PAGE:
Designed to be the successor to the existing Hubble and Spitzer space telescopes, the James Webb Space Telescope will be optimized to observe the universe in infrared using a much larger mirror and orbiting at a greater distance that its predecessors.
Scientists hope to use the telescope to learn more about the formation of galaxies, planets and stars while peering further in to the depths of space than ever before.
New research has suggested that the iconic geological formation may be a lot younger than thought.
A popular destination for tourists from all over the world, the Grand Canyon in Arizona is the largest canyon on the planet at 277 miles long, 18 miles wide and over 6,000ft deep. How long ago this spectacle formed however remains a point of contention among scientists.
A 2012 study by Rebecca Flowers of the University of Colorado had suggested that the canyon was up to 70 million years old, placing its formation at a time when dinosaurs still roamed the Earth.
A more recent study however conducted by a different team using a technique known as thermochronology, which identifies when hot rocks from deep underground first reach the surface, has suggested that at least some parts of the canyon could be a lot younger at just 6 to 7 million years old.
"It will take a bit more time to understand fully why their interpretations are so different from ours and why they conclude that the erosion history varied so dramatically within this short reach of the canyon," said Flowers.
Genetically modified tomatoes with added nutritional value could soon find their way in to supermarkets.
Despite a general lack of consumer interest in any food that has been genetically modified, the new purple-hued tomatoes are being touted as an improvement over traditional red tomatoes due to the addition of anthocyanin, an antioxidant with cancer-fighting properties.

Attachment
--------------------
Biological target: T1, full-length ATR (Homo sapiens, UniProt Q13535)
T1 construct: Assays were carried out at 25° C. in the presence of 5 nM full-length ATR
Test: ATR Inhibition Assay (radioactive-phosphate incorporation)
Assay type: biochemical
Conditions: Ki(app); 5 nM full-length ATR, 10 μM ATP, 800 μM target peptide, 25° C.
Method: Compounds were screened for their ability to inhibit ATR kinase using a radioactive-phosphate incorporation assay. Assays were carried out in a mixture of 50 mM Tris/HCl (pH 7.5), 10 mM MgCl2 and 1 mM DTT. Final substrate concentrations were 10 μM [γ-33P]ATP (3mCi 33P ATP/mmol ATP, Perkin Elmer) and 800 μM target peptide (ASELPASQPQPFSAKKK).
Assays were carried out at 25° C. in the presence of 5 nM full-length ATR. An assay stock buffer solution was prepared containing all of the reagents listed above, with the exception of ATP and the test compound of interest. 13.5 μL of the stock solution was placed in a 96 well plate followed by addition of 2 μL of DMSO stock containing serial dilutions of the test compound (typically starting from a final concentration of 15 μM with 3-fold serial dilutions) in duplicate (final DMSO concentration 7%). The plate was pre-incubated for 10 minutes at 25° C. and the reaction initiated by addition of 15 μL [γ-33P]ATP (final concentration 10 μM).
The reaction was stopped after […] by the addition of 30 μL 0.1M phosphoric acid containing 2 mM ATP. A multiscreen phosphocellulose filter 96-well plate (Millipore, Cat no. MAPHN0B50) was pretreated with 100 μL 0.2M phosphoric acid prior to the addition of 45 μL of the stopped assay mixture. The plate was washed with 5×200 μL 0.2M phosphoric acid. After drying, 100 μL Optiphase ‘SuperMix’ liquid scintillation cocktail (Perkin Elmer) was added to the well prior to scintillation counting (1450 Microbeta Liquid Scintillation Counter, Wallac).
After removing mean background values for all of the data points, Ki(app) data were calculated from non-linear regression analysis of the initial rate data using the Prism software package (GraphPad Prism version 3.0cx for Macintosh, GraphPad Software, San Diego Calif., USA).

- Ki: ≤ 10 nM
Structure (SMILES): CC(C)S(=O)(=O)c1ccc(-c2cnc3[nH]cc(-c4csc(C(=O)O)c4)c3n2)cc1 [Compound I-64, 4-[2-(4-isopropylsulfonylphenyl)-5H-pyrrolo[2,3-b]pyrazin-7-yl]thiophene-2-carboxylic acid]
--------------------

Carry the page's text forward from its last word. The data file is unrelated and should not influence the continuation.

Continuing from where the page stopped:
"With these purple tomatoes you can get the same compounds that are present in blueberries and cranberries that give them their health benefits - but you can apply them to foods that people actually eat in significant amounts and are reasonably affordable," said Professor Cathie Martin.
The new tomatoes are being mass-produced in Canada for sale in Britain and elsewhere in the form of fruit juice. The modification process, which involves the transfer of a gene from a snapdragon plant, triggers a process that causes anthocyanin to develop.
Scientists are hoping that the same technique can be used to add nutritional value to other tomato-containing foods such as ketchup and pasta sauce.
One woman from Kent suffers form an unusual phobia that makes her frightened of newspapers.
Diane Freelove has had to endure a paralyzing fear of paper-based publications for more than 25 years, attributing her unusual phobia to uncomfortable childhood experiences involving her father playfully hitting her mother on the head with a rolled up newspaper.
"When I visit a shop, I walk as far away as I can from the newsstand," she says. "I can’t go anywhere near someone who has got one and, if they approach me, I freak out." The 49-year-old has even taken to posting a sign on her door to ask paperboys not to deliver to her address.
Known as Cloephobia, a fear of newspapers is quite rare but not unheard of. It isn't clear exactly how it develops, but like many phobias it can cause the sufferer a great deal of distress in their daily life, even if it might sound rather strange to those who aren't afflicted with it.